Dialogue tag after: “We have to get out of here,” Gerard whispered.

Use of the exclamation point, question mark, or ellipsis: “We have to get out of here!” he said.

Notice the “h” in here is in lower case when using the “!.”

The first letter after the quote is also in lowercase when using the “?” and the “…”

What if there is action happening before or after the dialogue? This is one that many people slip upon.


Daniel gasped. “What are you doing?”

Sometimes you may use a quote within a quote. If you do, use single quotation marks.


Daniel’s face reddened. “When you said, ‘I hate you!’ it made me question everything we had together.”

When a new character is introduced in the conversation, start a new paragraph.


“Harry, I don’t like the way you installed these cabinets. They’re crooked,” Kim explained, motioning her hand toward the lopsided walnut door.

“I think they look fine,” he said, looking down at his watch.

Kim took a step toward him. “You’re not even looking at it!” she felt her teeth clench. “Look, I paid you a lot of money. I’m going to need you to fix this.”

“Yeah, I hear you,” Harry said. “Let me take a look at my schedule and I’ll get back to you.” He spun on his heel and headed for the front door.

If an action happens at some point during the dialogue, use a lowercase letter at the beginning of where the dialogue picks up.


“I can’t imagine,” he sucked in air, tension overtaking in his body, “what you were thinking. Do you realize we could have lost the whole squadron?!”

If a quote is long, it may require breaking it up into paragraphs. Place opening quotations marks at the beginning of each paragraph, but only place closing paragraphs at the end of the quote.


Mark paced nervously moments before he began his presentation. “This is how to write a book 101. Head Hopping. So, you’re reading a book and it’s from the protagonist’s POV. You’re really into it and then suddenly – in the middle of the chapter – the protagonist is thinking about something the villain is thinking about….  Oh, wait – it jumped to the villain’s POV. Annoying, right? Nobody likes to stop mid-chapter and try to figure out who is thinking what or what is happening.

“Having said that, head-hopping is no-no mid-chapter, it can work if you break up the POVs with chapters or other breaks in your book that are clearly labeled so that your reader is in the loop. I’ve done this. Just try to be consistent and always keep your reader in mind.

“Dialogue Formatting. Sounds boring, I know – but it’s important! When you self-publish on Amazon, there are thousands of readers out in the world that are incentivized to find mistakes (typos, bad grammar, misuse of commas, improper dialogue formatting, etc.) Every month or so you will get a list of these mistakes… even if you have a rock star editor. And if you don’t fix these mistakes (and you have enough of them) Amazon can take down your book.”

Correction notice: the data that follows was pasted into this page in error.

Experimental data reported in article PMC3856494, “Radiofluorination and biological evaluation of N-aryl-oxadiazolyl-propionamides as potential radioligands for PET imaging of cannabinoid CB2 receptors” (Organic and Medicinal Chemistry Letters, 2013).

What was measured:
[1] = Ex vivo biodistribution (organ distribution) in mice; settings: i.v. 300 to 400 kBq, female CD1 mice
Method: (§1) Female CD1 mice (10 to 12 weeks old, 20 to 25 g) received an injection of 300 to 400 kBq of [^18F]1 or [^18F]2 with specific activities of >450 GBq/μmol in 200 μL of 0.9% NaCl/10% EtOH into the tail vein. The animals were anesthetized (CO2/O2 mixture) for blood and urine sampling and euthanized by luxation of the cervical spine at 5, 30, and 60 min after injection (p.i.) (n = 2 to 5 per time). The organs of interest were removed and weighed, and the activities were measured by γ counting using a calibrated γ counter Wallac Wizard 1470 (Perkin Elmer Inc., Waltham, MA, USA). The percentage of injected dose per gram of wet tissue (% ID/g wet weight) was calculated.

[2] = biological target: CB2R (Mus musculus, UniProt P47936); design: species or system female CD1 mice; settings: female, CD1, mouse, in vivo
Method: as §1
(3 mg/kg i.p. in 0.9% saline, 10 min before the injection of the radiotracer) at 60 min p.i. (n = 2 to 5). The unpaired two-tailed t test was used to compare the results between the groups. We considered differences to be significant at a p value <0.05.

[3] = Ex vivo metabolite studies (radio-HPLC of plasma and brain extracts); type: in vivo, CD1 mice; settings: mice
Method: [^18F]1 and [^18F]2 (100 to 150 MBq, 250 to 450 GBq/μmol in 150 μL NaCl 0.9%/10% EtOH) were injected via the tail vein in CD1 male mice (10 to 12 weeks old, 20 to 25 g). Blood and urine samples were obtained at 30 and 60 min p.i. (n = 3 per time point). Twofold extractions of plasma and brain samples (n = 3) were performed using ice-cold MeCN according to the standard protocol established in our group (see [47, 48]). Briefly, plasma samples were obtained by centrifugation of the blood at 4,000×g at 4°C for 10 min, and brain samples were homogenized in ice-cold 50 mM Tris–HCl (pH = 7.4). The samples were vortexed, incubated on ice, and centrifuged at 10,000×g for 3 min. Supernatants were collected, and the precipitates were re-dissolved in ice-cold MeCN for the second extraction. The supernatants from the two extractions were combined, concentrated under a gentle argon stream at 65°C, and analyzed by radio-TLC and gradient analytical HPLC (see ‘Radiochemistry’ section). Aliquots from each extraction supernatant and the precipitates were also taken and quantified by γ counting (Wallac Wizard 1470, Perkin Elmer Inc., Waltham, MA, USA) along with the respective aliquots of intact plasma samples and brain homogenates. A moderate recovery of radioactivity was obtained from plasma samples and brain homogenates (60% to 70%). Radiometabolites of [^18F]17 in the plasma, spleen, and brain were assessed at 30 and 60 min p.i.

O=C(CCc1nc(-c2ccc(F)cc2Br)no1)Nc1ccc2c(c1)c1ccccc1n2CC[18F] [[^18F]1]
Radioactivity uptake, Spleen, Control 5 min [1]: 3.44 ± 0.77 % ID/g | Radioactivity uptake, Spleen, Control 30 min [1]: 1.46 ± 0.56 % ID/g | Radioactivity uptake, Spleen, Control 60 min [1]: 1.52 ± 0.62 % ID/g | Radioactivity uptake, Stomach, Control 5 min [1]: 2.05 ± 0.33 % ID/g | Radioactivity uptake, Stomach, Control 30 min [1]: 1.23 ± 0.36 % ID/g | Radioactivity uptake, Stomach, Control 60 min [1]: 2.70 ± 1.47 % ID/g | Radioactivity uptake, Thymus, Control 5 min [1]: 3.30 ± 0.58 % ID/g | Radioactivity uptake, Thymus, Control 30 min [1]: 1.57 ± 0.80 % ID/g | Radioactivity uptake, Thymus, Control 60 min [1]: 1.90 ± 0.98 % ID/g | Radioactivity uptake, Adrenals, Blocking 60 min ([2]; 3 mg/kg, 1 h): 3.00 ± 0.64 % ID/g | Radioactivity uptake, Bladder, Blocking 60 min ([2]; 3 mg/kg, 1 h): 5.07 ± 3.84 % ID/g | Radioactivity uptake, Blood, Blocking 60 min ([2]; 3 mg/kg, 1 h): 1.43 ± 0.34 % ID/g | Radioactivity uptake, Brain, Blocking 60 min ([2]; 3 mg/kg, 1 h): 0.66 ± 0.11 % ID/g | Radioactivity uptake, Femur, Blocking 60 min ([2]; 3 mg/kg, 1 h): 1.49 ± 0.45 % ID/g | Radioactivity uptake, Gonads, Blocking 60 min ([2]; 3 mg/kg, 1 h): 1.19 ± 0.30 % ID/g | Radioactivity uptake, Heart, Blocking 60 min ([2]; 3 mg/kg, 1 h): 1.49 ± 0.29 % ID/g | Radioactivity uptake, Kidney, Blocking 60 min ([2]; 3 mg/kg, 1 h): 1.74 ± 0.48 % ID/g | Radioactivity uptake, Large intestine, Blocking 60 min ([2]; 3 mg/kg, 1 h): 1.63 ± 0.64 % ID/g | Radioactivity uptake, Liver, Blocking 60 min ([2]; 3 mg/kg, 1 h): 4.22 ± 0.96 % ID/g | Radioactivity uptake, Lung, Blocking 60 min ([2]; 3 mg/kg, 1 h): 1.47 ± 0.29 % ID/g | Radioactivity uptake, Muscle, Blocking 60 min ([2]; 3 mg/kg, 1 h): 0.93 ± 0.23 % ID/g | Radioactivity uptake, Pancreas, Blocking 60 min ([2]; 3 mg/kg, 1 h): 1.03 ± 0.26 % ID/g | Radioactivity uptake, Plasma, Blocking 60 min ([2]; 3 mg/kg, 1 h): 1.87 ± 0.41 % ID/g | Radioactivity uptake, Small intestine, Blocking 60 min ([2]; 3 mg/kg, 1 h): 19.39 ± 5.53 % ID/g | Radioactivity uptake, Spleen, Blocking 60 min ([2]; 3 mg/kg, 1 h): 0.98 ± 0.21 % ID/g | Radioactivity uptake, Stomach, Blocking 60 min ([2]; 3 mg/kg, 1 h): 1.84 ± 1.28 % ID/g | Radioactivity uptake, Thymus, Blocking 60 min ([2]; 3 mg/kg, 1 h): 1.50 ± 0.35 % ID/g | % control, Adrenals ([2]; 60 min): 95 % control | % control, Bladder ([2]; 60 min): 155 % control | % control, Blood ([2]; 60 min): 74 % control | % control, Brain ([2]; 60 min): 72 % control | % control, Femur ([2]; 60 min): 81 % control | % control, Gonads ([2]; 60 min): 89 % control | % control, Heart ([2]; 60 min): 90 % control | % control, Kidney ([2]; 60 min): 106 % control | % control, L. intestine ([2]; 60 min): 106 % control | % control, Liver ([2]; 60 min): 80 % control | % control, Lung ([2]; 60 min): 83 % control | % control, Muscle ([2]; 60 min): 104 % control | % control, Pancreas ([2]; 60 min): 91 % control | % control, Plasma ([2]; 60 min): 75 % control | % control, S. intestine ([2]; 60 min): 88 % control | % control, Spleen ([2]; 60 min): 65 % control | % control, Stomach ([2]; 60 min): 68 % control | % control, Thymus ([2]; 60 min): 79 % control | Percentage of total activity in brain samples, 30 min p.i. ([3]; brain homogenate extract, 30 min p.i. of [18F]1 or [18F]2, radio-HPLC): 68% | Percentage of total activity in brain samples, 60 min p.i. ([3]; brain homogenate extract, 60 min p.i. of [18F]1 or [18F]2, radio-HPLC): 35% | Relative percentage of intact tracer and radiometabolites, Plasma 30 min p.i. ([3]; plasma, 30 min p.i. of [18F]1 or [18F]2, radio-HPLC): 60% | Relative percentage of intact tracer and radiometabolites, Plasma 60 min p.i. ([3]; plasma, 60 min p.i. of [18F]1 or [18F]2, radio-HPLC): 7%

Now, let’s move on to foreshadowing.

Foreshadowing is a practice that authors use to indicate to their readers an idea of what is to come. If done properly, it is subtle, yet evident. Mysteries use this technique a lot, although it is a practice that is ideally used in all genres of fiction writing.

Foreshadowing is a way to build tension and suspense. It also can act as an emotional buffer for your reader so that he (or she) does not feel let down or unprepared when something “big” happens.

So, how do you introduce foreshadowing in your book? Let’s get to it.

Dialogue. A character may reveal something in dialogue that acts as a set-up to an event that is uncovered later in your book. It might be the way the character says something, an action the character is doing while he is saying something, or it may be the words themselves. The idea is to plant seeds, not to drop a 10-foot tree.

Title. A good book title can sell a book. Some examples of this type of foreshadowing are Murder on the Orient Express, One Little Lie, The Last Thing He Told Me, All Quiet on the Western Front, and Love in the Time of Cholera. You get the idea. There is a hint of what’s to come.

Setting. It’s an overcast rural town with boarded-up houses and shut-down factories. It’s a seaside town with quaint coffee shops and cobblestones streets. It’s a dimly lit submarine with the stale smell of Old Spice. Every place is the setting the stage for the story to come.

Metaphors or Similes. Quick explanation: metaphor is a comparison without using the word “as” or “like.” A simile is a comparison using the word “as” or “like.”

Kenny was a caged animal. This metaphor may be a clue of a blow-up to erupt at a later time.

Greg behaved like a silly lap dog, without a care in the world. This simile could be a set-up for something more stressful down the line.

Is it difficult to tell how these could be clues? Think about breadcrumbs. You don’t just drop one and expect to figure out how to get to the end. It takes little pieces of information dropped in the right places to make foreshadowing successful.

Character Traits. Is your character self-assured to the point of being cocky? Maybe it’s a set-up for him to take a fall. Is your love interest recovering from agoraphobia? It could be that the only way she can survive is if she is forced to leave her house.

You’ve seen these plot formulas a million times. They are played out in slightly different ways and in slightly different environments.

The word “formula’ has a negative connotation to it. It’s repetitive, done again and again. The truth is formulas are used constantly because they work. Just like math, you will get the answer you are looking for if you follow the formula. Book writing is no different. We, as authors, want to be creative. But we also want to engage our readers.